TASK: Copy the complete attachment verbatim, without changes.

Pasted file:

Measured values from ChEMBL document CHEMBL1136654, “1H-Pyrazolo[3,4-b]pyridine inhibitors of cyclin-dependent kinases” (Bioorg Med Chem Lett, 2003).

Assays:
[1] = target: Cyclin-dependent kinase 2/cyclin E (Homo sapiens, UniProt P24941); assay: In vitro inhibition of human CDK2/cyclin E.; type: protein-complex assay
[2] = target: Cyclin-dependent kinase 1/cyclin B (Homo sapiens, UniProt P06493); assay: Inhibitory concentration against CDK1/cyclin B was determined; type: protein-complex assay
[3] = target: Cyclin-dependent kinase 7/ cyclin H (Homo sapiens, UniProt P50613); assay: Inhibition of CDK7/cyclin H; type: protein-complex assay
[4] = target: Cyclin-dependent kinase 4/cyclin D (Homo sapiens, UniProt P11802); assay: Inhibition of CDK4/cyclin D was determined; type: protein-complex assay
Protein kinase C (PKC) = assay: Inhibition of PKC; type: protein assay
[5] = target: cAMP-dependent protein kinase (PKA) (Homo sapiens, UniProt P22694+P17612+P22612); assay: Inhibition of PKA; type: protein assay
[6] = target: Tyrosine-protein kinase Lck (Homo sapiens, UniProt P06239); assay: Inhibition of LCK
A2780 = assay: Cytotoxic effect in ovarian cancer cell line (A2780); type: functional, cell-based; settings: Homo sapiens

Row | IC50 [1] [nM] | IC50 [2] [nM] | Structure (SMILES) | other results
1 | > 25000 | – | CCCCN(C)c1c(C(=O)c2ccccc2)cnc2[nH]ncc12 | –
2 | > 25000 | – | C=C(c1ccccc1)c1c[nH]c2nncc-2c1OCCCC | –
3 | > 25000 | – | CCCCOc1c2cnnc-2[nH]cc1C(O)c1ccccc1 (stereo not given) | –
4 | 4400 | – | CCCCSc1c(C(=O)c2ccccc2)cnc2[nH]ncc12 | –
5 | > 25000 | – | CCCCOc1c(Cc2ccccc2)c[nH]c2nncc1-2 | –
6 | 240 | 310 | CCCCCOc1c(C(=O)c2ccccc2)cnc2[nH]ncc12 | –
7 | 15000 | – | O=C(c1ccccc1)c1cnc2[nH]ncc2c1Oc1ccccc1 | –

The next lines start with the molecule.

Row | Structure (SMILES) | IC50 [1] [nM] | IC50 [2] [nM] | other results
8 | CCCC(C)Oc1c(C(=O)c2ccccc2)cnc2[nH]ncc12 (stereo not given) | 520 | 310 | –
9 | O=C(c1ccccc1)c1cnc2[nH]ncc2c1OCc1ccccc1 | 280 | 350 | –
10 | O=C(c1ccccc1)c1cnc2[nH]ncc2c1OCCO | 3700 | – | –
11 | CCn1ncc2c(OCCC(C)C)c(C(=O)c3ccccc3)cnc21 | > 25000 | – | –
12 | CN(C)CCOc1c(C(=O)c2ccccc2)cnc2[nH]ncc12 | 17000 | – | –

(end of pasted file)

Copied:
Measured values from ChEMBL document CHEMBL1136654, “1H-Pyrazolo[3,4-b]pyridine inhibitors of cyclin-dependent kinases” (Bioorg Med Chem Lett, 2003).

Assays:
[1] = target: Cyclin-dependent kinase 2/cyclin E (Homo sapiens, UniProt P24941); assay: In vitro inhibition of human CDK2/cyclin E.; type: protein-complex assay
[2] = target: Cyclin-dependent kinase 1/cyclin B (Homo sapiens, UniProt P06493); assay: Inhibitory concentration against CDK1/cyclin B was determined; type: protein-complex assay
[3] = target: Cyclin-dependent kinase 7/ cyclin H (Homo sapiens, UniProt P50613); assay: Inhibition of CDK7/cyclin H; type: protein-complex assay
[4] = target: Cyclin-dependent kinase 4/cyclin D (Homo sapiens, UniProt P11802); assay: Inhibition of CDK4/cyclin D was determined; type: protein-complex assay
Protein kinase C (PKC) = assay: Inhibition of PKC; type: protein assay
[5] = target: cAMP-dependent protein kinase (PKA) (Homo sapiens, UniProt P22694+P17612+P22612); assay: Inhibition of PKA; type: protein assay
[6] = target: Tyrosine-protein kinase Lck (Homo sapiens, UniProt P06239); assay: Inhibition of LCK
A2780 = assay: Cytotoxic effect in ovarian cancer cell line (A2780); type: functional, cell-based; settings: Homo sapiens

Row | IC50 [1] [nM] | IC50 [2] [nM] | Structure (SMILES) | other results
1 | > 25000 | – | CCCCN(C)c1c(C(=O)c2ccccc2)cnc2[nH]ncc12 | –
2 | > 25000 | – | C=C(c1ccccc1)c1c[nH]c2nncc-2c1OCCCC | –
3 | > 25000 | – | CCCCOc1c2cnnc-2[nH]cc1C(O)c1ccccc1 (stereo not given) | –
4 | 4400 | – | CCCCSc1c(C(=O)c2ccccc2)cnc2[nH]ncc12 | –
5 | > 25000 | – | CCCCOc1c(Cc2ccccc2)c[nH]c2nncc1-2 | –
6 | 240 | 310 | CCCCCOc1c(C(=O)c2ccccc2)cnc2[nH]ncc12 | –
7 | 15000 | – | O=C(c1ccccc1)c1cnc2[nH]ncc2c1Oc1ccccc1 | –

The next lines start with the molecule.

Row | Structure (SMILES) | IC50 [1] [nM] | IC50 [2] [nM] | other results
8 | CCCC(C)Oc1c(C(=O)c2ccccc2)cnc2[nH]ncc12 (stereo not given) | 520 | 310 | –
9 | O=C(c1ccccc1)c1cnc2[nH]ncc2c1OCc1ccccc1 | 280 | 350 | –
10 | O=C(c1ccccc1)c1cnc2[nH]ncc2c1OCCO | 3700 | – | –
11 | CCn1ncc2c(OCCC(C)C)c(C(=O)c3ccccc3)cnc21 | > 25000 | – | –
12 | CN(C)CCOc1c(C(=O)c2ccccc2)cnc2[nH]ncc12 | 17000 | – | –